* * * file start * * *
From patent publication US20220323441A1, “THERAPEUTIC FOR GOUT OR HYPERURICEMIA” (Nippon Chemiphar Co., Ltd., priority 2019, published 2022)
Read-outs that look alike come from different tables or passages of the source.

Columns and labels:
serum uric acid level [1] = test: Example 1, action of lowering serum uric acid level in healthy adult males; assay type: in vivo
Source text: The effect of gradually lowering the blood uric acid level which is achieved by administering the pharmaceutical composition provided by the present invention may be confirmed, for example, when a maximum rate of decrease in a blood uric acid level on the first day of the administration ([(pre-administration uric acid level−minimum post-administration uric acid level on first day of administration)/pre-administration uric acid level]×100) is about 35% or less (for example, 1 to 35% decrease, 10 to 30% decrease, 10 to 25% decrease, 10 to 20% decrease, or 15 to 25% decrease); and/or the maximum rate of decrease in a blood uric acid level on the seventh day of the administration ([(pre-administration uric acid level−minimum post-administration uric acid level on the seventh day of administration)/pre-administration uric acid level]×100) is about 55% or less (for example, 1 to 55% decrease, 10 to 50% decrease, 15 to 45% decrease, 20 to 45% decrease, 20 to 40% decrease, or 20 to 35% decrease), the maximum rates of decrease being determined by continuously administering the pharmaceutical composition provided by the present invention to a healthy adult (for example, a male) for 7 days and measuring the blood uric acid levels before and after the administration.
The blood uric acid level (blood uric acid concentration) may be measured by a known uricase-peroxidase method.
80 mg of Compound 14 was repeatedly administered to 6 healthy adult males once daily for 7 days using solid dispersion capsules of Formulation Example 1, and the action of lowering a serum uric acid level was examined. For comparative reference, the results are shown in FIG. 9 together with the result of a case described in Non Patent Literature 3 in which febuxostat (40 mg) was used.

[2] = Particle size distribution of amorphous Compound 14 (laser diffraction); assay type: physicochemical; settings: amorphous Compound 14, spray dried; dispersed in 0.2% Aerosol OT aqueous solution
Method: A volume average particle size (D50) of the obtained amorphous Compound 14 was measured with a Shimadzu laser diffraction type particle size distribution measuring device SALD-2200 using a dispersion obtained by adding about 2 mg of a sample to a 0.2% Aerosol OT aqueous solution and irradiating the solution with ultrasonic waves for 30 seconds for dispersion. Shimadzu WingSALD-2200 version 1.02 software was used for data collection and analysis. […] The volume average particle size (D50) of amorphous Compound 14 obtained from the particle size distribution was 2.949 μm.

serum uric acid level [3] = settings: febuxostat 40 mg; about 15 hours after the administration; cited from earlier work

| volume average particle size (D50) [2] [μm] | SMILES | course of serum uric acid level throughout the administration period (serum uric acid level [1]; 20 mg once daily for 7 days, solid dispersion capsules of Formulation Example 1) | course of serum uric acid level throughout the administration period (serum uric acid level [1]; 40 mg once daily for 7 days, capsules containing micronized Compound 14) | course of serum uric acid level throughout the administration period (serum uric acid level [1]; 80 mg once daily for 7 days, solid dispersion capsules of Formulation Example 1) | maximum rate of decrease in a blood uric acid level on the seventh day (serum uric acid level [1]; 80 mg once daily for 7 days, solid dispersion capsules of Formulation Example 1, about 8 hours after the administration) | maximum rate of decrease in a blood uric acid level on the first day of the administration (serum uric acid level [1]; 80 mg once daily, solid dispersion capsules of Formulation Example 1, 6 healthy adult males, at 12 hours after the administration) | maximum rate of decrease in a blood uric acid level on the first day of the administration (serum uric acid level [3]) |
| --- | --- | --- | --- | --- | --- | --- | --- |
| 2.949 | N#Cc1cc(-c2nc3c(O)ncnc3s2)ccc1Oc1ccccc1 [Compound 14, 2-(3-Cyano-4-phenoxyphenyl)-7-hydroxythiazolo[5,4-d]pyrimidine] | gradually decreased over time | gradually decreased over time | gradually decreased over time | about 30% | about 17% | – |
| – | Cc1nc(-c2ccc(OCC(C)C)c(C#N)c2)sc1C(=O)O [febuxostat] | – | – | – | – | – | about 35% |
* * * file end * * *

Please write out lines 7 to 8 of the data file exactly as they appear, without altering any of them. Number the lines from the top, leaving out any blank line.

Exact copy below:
80 mg of Compound 14 was repeatedly administered to 6 healthy adult males once daily for 7 days using solid dispersion capsules of Formulation Example 1, and the action of lowering a serum uric acid level was examined. For comparative reference, the results are shown in FIG. 9 together with the result of a case described in Non Patent Literature 3 in which febuxostat (40 mg) was used.

[2] = Particle size distribution of amorphous Compound 14 (laser diffraction); assay type: physicochemical; settings: amorphous Compound 14, spray dried; dispersed in 0.2% Aerosol OT aqueous solution